Al-Aly and his team have conducted their own broad study on how COVID ravages the heart and blood vessels, but they admit that the mechanisms are still unclear. They’ve found that the virus scars and kills off heart cells, infects blood vessel linings, throws off hormonal regulation, and turns the immune system against itself. These wide-ranging reasons could partially explain why the disease devastates the body’s cardiovascular system and impairs how oxygen is distributed throughout the body for normal everyday function.The nervous system and brain
One of the most common symptoms of long COVID is what’s often called “brain fog”—a term Perlowski detests.
“Brain fog sounds like you were kind of up on call all night, or with a screaming baby all night, and you are a little bit slower than normal,” she says. “But the kind of cognitive impairment that happens with this is to the point where some people have trouble reading, writing, carrying on conversations. It’s very similar to a traumatic brain injury.”
A study published in the journal Nature in March reported that MRI brain scans on 401 COVID patients found tissue damage and the loss of gray matter. Brain atrophy was another common issue: On average, individuals showed smaller brain sizes post-infection and increased presence of cerebrospinal fluid. The patients also performed worse on basic cognitive tests compared to non-COVID sufferers.
[Related: ‘Preliminary research’ on COVID has been surprisingly solid]
Although COVID’s myriad effects on the brain are still unclear, leading hypotheses suggest that the virus might infiltrate the cerebrum through olfactory nerves, or trigger the immune cells to attack brain cells.
Beyond COVID’s grip on a person’s central nervous system, another insidious outcome is its impact on the autonomic nervous system. This is the network of nerves lying outside the brain that regulates various body processes running in the background of human consciousness. It governs balance and automatically adjusts heart rate and blood pressure as a person switches between different activities.
Like Perlowski, long COVID patient Sarah (who asked PopSci not to use her real name) still finds it physically daunting to stand up from a sitting position. Walking rounds in her apartment is a momentous feat. Taking a trip to the grocery store by herself is a far-fetched dream. Even simple cognitive tasks take a chunk out of Sarah’s energy reserve, so she saves up her daily strength for communicating with her medical care team and has no room for chatting with family and friends.
Earlier this year, she tried knitting a sock. But after three rows, “I was breathing hard and so physically exhausted, I had to nap for a couple of hours,” she writes in email. She wants the public to know “just how all-encompassing this disability is.” From landing her dream job and leading an active, full life pre-pandemic, Sarah now struggles daily to make sure she’s simply clean and fed.Autoimmune reactions
Before the pandemic, Sarah never experienced allergies. But in the two years since she contracted COVID, she’s developed intolerances to food and medication, random hives, and vision problems. “I feel like I’m playing a macabre game of autoimmune/inflammatory bingo, every time a new set of symptoms pops up,” she writes.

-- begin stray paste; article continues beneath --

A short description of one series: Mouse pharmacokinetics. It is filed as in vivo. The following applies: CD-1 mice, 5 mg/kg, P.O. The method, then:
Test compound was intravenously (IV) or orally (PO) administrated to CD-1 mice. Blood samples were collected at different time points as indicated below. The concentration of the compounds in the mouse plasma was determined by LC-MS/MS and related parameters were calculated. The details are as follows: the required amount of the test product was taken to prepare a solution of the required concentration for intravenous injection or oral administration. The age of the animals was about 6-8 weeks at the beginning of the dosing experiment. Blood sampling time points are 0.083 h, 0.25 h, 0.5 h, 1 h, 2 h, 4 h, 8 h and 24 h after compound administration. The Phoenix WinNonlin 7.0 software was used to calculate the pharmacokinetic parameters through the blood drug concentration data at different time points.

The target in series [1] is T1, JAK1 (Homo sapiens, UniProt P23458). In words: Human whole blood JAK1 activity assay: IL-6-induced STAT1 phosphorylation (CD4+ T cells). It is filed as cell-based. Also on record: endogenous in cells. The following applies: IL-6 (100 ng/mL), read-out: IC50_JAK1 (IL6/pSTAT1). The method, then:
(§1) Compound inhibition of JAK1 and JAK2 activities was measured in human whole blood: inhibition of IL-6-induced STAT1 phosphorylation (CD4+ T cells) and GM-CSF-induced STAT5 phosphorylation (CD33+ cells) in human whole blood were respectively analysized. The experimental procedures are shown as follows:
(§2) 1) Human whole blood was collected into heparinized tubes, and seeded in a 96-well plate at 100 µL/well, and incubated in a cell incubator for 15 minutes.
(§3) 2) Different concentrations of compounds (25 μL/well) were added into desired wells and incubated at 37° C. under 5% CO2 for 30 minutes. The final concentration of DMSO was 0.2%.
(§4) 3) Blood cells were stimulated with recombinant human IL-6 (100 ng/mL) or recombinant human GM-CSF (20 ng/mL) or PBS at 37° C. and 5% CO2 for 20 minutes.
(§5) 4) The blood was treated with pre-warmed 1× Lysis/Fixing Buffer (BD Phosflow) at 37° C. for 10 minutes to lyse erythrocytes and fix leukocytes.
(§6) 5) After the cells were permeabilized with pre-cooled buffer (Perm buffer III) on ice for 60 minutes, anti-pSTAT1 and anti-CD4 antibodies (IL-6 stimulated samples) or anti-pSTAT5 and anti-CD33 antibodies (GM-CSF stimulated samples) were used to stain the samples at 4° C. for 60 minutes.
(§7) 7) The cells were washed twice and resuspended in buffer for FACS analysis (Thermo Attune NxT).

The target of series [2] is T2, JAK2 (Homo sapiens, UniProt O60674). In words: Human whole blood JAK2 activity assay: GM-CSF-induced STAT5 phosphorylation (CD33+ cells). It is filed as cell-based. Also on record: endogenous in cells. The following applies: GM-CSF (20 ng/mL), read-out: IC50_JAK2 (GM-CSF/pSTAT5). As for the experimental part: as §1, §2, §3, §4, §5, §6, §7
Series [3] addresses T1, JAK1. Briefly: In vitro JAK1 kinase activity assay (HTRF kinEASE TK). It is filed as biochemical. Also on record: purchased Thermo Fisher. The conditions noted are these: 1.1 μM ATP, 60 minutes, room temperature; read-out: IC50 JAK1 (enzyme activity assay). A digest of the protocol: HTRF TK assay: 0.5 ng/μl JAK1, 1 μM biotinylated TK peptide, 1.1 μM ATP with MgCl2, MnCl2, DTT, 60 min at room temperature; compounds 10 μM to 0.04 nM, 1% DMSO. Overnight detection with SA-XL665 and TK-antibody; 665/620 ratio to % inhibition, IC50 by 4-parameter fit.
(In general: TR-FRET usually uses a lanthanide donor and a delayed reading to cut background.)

“Long COVID symptoms can really be all over the place,” says Philip A. Chan, an infectious disease physician at Brown University. “This is the category that “I would call ‘other.’”
“My job changed 180 degrees. My entire life changed 180 degrees.”
Alice Perlowski, cardiologist
These “other” symptoms can be as far ranging as insomnia, diarrhea, hair loss, dry skin, erectile dysfunction, voice damage, and body aches. The diverse and seemingly unconnected illnesses after the initial bout of COVID defy categorization—and highlight just how extensive the virus’s reach is throughout the body.
“We’re still reminded that COVID, in general, is still a relatively new virus,” says Chan. In the first two years of the pandemic, the focus of public health policies was on containing the pandemic. Now, after Omicron’s wave crested and broke, Chan says that it’s time to shift our attention to understanding and treating long COVID in the months and years to come.The long hauler treatment
There are no cures for long COVID yet; current treatments only address the symptoms rather than the underlying cause. “This is one of the reasons why we should do everything we can, of course, to prevent COVID,” says Chan. “This is again another big reason why people should consider being vaccinated if they haven’t.” He adds that anyone experiencing symptoms weeks after their first COVID infection should seek help from their primary care physician as soon as possible to prevent symptoms from worsening.
As both a physician and a long COVID patient herself, Perlowski has a front-row seat as the disease terrorizes her and her patients. “There are people who are really suffering, who have no relief and no treatment,” she says. “It’s frightening to watch.” She hopes the public is more aware of what kind of risk they’re up against, and doesn’t relax its guard, even as daily cases and death rates improve.
Government agencies need to step up more too. With more states dropping their COVID restrictions, long haulers like Sarah are worried that they’ll be left to fend for themselves. She thinks getting infected with COVID again would render her not just housebound, but also bedridden. She’s worried—and angry—that she will be even more excluded from society as mask mandates are eased.
When is the next Prime Day? Everything we know
The most recent Prime Day has been and gone, but when is the next Prime Day? We put together a prediction based on current information
The most recent Amazon Prime Day has been and gone, but when is the next Prime Day? Whilst there isn’t a definitive, official answer for this as of yet, we can estimate some likely time windows based upon historical information, which should give you a decent idea of the probable time of the year.
If you missed out on the chance to pick up some savings over Prime Day, do also take a gander at our main deals section, which we regularly update with new offers as they come out, covering a variety of product types.